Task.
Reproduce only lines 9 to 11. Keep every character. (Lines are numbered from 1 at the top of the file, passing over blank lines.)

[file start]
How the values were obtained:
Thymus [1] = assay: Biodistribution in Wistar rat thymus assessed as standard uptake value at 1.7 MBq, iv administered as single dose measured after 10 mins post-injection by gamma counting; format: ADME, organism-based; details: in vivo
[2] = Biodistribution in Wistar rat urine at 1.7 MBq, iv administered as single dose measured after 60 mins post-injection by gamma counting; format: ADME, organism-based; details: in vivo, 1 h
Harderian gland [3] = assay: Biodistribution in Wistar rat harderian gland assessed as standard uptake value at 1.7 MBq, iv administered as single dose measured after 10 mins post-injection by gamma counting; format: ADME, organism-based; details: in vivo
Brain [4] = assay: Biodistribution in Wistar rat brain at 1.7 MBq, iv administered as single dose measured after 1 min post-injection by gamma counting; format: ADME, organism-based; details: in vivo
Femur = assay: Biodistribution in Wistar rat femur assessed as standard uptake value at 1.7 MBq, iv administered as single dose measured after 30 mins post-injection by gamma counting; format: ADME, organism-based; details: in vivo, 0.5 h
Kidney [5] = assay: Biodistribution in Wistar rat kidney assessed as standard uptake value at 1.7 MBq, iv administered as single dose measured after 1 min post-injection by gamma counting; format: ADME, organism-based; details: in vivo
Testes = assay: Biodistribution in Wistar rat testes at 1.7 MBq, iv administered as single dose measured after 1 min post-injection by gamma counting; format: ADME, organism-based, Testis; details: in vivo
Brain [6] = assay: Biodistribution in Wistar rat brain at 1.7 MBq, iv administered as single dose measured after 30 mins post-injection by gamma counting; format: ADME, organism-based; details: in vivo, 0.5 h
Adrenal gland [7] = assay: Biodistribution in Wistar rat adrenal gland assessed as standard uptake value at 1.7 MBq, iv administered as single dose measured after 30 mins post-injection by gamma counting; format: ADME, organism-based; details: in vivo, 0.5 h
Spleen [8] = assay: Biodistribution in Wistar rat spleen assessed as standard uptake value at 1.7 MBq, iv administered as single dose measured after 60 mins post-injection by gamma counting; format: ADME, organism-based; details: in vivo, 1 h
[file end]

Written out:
Brain [6] = assay: Biodistribution in Wistar rat brain at 1.7 MBq, iv administered as single dose measured after 30 mins post-injection by gamma counting; format: ADME, organism-based; details: in vivo, 0.5 h
Adrenal gland [7] = assay: Biodistribution in Wistar rat adrenal gland assessed as standard uptake value at 1.7 MBq, iv administered as single dose measured after 30 mins post-injection by gamma counting; format: ADME, organism-based; details: in vivo, 0.5 h
Spleen [8] = assay: Biodistribution in Wistar rat spleen assessed as standard uptake value at 1.7 MBq, iv administered as single dose measured after 60 mins post-injection by gamma counting; format: ADME, organism-based; details: in vivo, 1 h